A huge spike was seen by the end of September and start of October in people aged between 10 to 29-years-old.

On Sunday night, the PM told the Cabinet the nation stands at a “critical juncture” and more must be done to avoid triggering full lockdowns.

Under the tier system, England will be placed into "medium", "high" and "very high" alert levels as part of the new restrictions.

Areas listed as medium will be subject to the same rules as those which currently apply across the country, such as the rule of six and the 10pm hospitality curfew.

In the high alert level, which will apply to most of the areas already subject to restrictions, household mixing will be banned indoors. Support bubbles will still be permitted, however.

The very high alert level will apply to areas causing the most concern, and social mixing will be prohibited indoors and in private gardens.

The new local lockdown alert level rules


  • National 10pm curfew
  • Rule of Six


  • The measures in place in "medium"
  • People must not meet with anybody outside their household or support bubble in any indoor setting, whether at home or in a public place
  • People must follow the rule of six in gardens and outdoor areas
  • People try reduce travel and cycle or walk where possible

Very High

  • Pubs and bars must close but can remain open when serving a "substantial" meal such as lunch or dinner
  • They can only serve alcohol when serving meal
  • Wedding receptions are not allowed
  • People must not meet with anybody outside their household or support bubble in any indoor or outdoor setting, whether at home or in a public space.
  • People should avoid travelling outside their area, and others should avoid travelling to "very high" risk places except for work, school, accessing youth services, caring responsibilities or if they are in transit.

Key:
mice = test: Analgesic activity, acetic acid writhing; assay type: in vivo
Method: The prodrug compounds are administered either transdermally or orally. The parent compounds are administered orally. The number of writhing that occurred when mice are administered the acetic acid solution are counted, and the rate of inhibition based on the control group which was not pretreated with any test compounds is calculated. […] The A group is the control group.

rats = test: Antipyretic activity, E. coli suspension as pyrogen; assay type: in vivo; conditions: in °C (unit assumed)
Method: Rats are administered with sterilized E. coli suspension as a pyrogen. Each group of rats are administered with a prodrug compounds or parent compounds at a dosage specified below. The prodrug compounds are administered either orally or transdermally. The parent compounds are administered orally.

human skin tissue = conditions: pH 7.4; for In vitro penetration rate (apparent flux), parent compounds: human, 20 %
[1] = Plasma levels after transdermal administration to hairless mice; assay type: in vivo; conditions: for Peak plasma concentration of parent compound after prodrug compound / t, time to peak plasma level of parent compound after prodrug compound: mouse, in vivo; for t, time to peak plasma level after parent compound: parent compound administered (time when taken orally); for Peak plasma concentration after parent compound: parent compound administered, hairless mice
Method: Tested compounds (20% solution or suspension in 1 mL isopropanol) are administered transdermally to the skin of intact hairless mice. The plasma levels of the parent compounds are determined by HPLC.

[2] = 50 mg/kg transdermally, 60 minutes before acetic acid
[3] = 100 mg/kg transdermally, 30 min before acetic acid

• People should not stay overnight in another area if they live in a "very high" area
  • People who live elsewhere should not stay overnight in "very high" area

Pubs and bars will be closed in the very high alert level areas unless they can operate as a restaurant. People will also be advised against travel in and out of the areas.

And Mr Johnson said there will be a four-week "sunset clause" for interventions in very high areas.

He said: "While these levels specifically apply to England, we continue to work closely with the devolved administrations to tackle this virus across the whole United Kingdom."

Nightingales across the North are now on standby as hospitals are four weeks off levels seen at the peak of virus, doctors have warned.

Speaking at a press briefing today, NHS England boss Professor Stephen Powis said Nightingales Manchester, Sunderland and Harrogate have been asked to prepare to take patients.

Knowsley and Liverpool, two of the affected areas, are in the top three for infection rates in England – at 669.5 per 100,000 people and 598.5 respectively.

Conservative Mayor of the West Midlands Andy Street today said he was "very disappointed" at the stricter measures in the region.

He said: "I am urging the Government to review this decision as soon as possible."

Meanwhile, the North East region was put into the "high" category.

Residents had already been told not to socialise with other people outside of their own households, with hospitality for food and drink restricted to table service only.

Leisure and entertainment venues were also required to close between 10pm to 5am.


Leader of Newcastle City Council Nick Forbes tweeted: "I'm pleased that, for now, it's unlikely any further restrictions will apply in the North East.

"We need a period of stability and consistent rules, so everyone is clear what we all need to do."